Amid the controversy over the pricing of gas at its KG-D6 block, Reliance Industries (RIL) has reiterated its demand for a steep hike in the price in a letter to the prime ministerís economic advisor C Rangarajan. Seeking what is called ďimport parity priceĒ for domestically-produced gas, the countryís largest gas producer has told the Rangarajan committee reviewing the future production sharing contracts in the sector that the price could be equal to that of liquefied natural gas (LNG) imported from Qatar, exclusive of import taxes and re-gasification charges.
Put simply, this means that if RILís proposal is accepted, the price of domestic gas at current LNG spot rates will be close to $12 per mmBtu. This is about three times the $4.20 per mmBtu that RIL gets for its KG-D6 gas at present. Such a hike in price could jack up the cost of gas -based power and fertiliser considerably, although the new price is meant to be effective post 2014.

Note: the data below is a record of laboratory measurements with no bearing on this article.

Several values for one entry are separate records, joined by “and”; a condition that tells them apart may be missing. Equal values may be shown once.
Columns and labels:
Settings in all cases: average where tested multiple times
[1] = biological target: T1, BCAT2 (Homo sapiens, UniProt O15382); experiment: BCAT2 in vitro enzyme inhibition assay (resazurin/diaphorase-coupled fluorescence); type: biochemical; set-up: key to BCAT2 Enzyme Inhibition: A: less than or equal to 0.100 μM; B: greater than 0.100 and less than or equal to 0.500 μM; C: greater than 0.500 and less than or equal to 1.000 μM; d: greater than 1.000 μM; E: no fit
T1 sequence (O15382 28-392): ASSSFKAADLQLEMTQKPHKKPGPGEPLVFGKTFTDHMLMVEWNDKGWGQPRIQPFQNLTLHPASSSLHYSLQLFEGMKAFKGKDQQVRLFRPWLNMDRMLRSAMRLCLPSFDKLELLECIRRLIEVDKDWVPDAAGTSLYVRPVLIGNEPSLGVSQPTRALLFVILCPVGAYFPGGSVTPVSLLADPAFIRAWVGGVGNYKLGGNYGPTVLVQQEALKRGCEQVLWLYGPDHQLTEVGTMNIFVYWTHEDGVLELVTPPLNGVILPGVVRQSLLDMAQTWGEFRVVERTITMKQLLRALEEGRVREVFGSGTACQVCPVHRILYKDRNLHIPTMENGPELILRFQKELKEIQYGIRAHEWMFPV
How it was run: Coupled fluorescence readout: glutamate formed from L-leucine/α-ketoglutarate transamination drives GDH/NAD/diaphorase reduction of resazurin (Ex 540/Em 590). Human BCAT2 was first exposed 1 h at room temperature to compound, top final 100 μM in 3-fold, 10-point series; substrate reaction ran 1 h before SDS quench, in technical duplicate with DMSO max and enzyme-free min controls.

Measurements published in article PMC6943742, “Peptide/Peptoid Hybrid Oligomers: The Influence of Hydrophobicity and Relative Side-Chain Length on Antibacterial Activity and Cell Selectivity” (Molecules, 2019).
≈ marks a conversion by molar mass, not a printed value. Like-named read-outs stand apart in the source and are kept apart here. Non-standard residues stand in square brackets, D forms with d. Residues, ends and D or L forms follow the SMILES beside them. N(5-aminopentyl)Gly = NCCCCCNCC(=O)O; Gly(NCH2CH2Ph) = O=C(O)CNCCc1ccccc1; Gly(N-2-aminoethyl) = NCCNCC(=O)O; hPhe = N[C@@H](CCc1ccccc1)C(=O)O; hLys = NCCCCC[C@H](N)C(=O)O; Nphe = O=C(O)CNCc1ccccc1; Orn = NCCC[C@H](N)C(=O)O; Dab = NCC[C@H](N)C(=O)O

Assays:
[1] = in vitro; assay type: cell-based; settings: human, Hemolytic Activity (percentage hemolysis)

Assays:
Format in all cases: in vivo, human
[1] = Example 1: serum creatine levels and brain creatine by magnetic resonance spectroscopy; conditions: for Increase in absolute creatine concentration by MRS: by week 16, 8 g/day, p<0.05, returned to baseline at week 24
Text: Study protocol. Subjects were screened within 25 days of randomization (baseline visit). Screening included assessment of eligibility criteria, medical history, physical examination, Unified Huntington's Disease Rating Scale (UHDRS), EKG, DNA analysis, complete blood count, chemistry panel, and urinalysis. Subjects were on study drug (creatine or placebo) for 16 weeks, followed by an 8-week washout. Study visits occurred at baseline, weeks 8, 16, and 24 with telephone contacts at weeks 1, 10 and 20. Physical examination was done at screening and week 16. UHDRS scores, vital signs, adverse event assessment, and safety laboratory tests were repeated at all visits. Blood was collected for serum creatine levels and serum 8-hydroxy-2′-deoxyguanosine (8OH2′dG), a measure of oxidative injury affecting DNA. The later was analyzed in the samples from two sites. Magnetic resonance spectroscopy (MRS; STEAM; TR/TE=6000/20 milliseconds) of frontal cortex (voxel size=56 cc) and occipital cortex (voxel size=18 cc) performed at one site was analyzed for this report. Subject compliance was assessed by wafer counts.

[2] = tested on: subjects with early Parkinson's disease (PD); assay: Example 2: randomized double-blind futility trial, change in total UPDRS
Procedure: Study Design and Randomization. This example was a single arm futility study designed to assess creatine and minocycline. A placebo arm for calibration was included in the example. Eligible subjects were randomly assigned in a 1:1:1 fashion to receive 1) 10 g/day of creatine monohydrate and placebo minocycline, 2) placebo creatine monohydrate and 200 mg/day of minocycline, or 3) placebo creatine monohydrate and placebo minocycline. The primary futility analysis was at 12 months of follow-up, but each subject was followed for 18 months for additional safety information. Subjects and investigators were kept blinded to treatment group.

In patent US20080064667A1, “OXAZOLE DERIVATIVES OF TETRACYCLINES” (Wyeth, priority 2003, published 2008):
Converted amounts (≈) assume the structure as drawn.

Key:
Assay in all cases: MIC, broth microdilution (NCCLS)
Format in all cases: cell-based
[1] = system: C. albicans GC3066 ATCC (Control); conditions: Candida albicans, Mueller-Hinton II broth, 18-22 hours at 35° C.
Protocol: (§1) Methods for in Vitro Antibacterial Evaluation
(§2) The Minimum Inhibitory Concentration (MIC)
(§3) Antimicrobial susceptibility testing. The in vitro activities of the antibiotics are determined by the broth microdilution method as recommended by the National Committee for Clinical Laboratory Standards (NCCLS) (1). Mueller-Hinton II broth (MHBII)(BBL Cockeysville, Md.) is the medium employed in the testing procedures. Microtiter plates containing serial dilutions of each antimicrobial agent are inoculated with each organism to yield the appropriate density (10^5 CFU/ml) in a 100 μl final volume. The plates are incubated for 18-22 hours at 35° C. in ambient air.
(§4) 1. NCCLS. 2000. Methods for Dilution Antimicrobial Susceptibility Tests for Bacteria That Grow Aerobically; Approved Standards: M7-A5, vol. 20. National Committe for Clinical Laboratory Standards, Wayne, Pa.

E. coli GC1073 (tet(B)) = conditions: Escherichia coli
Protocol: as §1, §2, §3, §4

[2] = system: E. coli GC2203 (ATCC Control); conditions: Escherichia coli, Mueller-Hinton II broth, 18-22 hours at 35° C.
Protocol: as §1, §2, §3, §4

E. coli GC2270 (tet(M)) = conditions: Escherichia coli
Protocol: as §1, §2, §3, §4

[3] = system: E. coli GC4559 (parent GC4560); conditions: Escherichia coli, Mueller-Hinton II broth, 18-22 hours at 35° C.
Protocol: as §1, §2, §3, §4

Of course, the actual price impact will hinge on the LNG market. Analysts, however, donít see LNG prices coming down significantly in the near future.
RILís executive director PMS Prasad wrote to the Rangarajan panel on October 30: ďSince domestic gas substitutes imports, the price of LNG imported reflects the price of gas consumers are willing to pay in the open market.Ē
Besides, he said, import-parity principles are used for all other oil products in the country and under the production-sharing contracts, oil and gas cannot be treated differently.
RILís production from its KG-D6 fields has slipped drastically to 26 mmscmd from its peak of 62 mmscmd in June last year.
FE had reported earlier that the Rangarajan panel was likely to recommend a production-linked payment system for sharing profits between the government and oil explorers, replacing the existing system of linking returns to investments.
Currently, producers can decide whether and how to recover their investments before starting to share profits with the state. The Comptroller and Auditor General had criticised this system as it allows an incentive to frontload capital expenditure and delay the governmentís share of profits. The Rangarajan committee is